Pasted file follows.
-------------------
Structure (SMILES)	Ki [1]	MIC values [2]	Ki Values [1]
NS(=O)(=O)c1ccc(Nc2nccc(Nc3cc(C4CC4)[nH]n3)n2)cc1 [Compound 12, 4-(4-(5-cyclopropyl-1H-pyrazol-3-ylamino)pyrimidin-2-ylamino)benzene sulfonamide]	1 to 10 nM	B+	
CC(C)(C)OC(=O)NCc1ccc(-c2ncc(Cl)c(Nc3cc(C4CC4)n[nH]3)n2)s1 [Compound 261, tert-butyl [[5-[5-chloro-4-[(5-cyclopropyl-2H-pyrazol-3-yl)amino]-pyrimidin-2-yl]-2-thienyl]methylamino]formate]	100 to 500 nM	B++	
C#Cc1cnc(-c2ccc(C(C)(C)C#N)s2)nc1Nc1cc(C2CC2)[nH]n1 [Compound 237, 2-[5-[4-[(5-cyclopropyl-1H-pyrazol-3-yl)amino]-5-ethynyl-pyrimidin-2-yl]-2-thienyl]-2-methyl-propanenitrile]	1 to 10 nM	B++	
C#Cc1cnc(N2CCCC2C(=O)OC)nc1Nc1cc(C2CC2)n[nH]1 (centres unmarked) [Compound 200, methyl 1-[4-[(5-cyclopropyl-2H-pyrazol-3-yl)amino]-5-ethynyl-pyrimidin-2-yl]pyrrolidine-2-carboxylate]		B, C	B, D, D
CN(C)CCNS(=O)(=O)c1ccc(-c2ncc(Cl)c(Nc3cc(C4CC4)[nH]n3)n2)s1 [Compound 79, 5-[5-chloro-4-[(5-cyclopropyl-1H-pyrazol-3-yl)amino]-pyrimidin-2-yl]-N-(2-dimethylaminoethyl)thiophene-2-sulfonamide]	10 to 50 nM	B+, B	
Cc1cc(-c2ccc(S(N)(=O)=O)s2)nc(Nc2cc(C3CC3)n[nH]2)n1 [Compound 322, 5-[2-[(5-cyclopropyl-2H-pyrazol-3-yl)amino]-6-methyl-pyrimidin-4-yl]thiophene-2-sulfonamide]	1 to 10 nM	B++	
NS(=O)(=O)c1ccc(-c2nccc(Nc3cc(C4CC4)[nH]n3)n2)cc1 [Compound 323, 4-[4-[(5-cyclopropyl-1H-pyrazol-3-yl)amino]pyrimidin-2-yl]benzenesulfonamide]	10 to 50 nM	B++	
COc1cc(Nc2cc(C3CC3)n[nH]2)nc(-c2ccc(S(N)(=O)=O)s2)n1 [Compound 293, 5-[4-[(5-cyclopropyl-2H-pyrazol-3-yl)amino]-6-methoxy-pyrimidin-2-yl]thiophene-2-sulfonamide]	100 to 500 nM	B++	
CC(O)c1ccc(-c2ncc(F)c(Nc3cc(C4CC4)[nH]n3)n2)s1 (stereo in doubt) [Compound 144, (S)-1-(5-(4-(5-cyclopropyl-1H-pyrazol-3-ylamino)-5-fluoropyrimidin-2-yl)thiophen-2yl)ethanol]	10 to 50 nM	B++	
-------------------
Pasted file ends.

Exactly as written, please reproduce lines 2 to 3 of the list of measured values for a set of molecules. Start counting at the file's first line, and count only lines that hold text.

NS(=O)(=O)c1ccc(Nc2nccc(Nc3cc(C4CC4)[nH]n3)n2)cc1 [Compound 12, 4-(4-(5-cyclopropyl-1H-pyrazol-3-ylamino)pyrimidin-2-ylamino)benzene sulfonamide]	1 to 10 nM	B+	
CC(C)(C)OC(=O)NCc1ccc(-c2ncc(Cl)c(Nc3cc(C4CC4)n[nH]3)n2)s1 [Compound 261, tert-butyl [[5-[5-chloro-4-[(5-cyclopropyl-2H-pyrazol-3-yl)amino]-pyrimidin-2-yl]-2-thienyl]methylamino]formate]	100 to 500 nM	B++	